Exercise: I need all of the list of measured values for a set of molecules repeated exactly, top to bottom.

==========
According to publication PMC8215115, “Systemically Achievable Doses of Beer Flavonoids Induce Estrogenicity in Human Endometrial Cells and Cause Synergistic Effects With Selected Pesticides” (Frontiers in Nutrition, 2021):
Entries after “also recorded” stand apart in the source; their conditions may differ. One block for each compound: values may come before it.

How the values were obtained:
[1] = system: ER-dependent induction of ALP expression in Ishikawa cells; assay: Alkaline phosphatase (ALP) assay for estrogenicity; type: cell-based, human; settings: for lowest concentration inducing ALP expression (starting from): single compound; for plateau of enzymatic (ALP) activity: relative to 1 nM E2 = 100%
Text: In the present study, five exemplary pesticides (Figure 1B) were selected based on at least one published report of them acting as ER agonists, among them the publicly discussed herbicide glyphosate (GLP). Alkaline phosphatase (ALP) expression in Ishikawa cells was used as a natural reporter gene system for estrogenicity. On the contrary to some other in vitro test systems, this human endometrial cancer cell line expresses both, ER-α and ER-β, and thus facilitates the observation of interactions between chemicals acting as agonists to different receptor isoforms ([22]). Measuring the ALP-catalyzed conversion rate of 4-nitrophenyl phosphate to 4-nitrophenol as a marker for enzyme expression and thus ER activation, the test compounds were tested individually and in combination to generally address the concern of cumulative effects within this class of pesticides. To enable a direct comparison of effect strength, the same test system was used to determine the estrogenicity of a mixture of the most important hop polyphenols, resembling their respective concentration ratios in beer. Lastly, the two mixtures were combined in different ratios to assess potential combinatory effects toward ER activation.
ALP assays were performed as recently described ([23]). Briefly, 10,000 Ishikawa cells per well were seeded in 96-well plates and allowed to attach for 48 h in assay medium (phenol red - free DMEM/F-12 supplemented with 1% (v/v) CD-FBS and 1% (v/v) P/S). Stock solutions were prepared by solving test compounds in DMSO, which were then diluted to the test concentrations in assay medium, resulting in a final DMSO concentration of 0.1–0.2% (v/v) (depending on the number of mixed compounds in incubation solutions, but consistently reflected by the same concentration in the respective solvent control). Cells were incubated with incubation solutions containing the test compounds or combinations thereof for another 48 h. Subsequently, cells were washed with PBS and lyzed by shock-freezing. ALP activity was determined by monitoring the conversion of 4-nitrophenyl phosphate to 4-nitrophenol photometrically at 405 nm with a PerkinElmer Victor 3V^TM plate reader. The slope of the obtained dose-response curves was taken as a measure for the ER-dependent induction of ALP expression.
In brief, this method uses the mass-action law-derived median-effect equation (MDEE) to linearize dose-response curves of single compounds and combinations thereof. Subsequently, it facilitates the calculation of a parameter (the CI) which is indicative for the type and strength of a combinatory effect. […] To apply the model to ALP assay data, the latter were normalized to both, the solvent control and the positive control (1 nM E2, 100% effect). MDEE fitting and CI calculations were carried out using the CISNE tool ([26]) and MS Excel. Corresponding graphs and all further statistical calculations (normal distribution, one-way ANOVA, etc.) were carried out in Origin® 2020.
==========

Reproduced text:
According to publication PMC8215115, “Systemically Achievable Doses of Beer Flavonoids Induce Estrogenicity in Human Endometrial Cells and Cause Synergistic Effects With Selected Pesticides” (Frontiers in Nutrition, 2021):
Entries after “also recorded” stand apart in the source; their conditions may differ. One block for each compound: values may come before it.

How the values were obtained:
[1] = system: ER-dependent induction of ALP expression in Ishikawa cells; assay: Alkaline phosphatase (ALP) assay for estrogenicity; type: cell-based, human; settings: for lowest concentration inducing ALP expression (starting from): single compound; for plateau of enzymatic (ALP) activity: relative to 1 nM E2 = 100%
Text: In the present study, five exemplary pesticides (Figure 1B) were selected based on at least one published report of them acting as ER agonists, among them the publicly discussed herbicide glyphosate (GLP). Alkaline phosphatase (ALP) expression in Ishikawa cells was used as a natural reporter gene system for estrogenicity. On the contrary to some other in vitro test systems, this human endometrial cancer cell line expresses both, ER-α and ER-β, and thus facilitates the observation of interactions between chemicals acting as agonists to different receptor isoforms ([22]). Measuring the ALP-catalyzed conversion rate of 4-nitrophenyl phosphate to 4-nitrophenol as a marker for enzyme expression and thus ER activation, the test compounds were tested individually and in combination to generally address the concern of cumulative effects within this class of pesticides. To enable a direct comparison of effect strength, the same test system was used to determine the estrogenicity of a mixture of the most important hop polyphenols, resembling their respective concentration ratios in beer. Lastly, the two mixtures were combined in different ratios to assess potential combinatory effects toward ER activation.
ALP assays were performed as recently described ([23]). Briefly, 10,000 Ishikawa cells per well were seeded in 96-well plates and allowed to attach for 48 h in assay medium (phenol red - free DMEM/F-12 supplemented with 1% (v/v) CD-FBS and 1% (v/v) P/S). Stock solutions were prepared by solving test compounds in DMSO, which were then diluted to the test concentrations in assay medium, resulting in a final DMSO concentration of 0.1–0.2% (v/v) (depending on the number of mixed compounds in incubation solutions, but consistently reflected by the same concentration in the respective solvent control). Cells were incubated with incubation solutions containing the test compounds or combinations thereof for another 48 h. Subsequently, cells were washed with PBS and lyzed by shock-freezing. ALP activity was determined by monitoring the conversion of 4-nitrophenyl phosphate to 4-nitrophenol photometrically at 405 nm with a PerkinElmer Victor 3V^TM plate reader. The slope of the obtained dose-response curves was taken as a measure for the ER-dependent induction of ALP expression.
In brief, this method uses the mass-action law-derived median-effect equation (MDEE) to linearize dose-response curves of single compounds and combinations thereof. Subsequently, it facilitates the calculation of a parameter (the CI) which is indicative for the type and strength of a combinatory effect. […] To apply the model to ALP assay data, the latter were normalized to both, the solvent control and the positive control (1 nM E2, 100% effect). MDEE fitting and CI calculations were carried out using the CISNE tool ([26]) and MS Excel. Corresponding graphs and all further statistical calculations (normal distribution, one-way ANOVA, etc.) were carried out in Origin® 2020.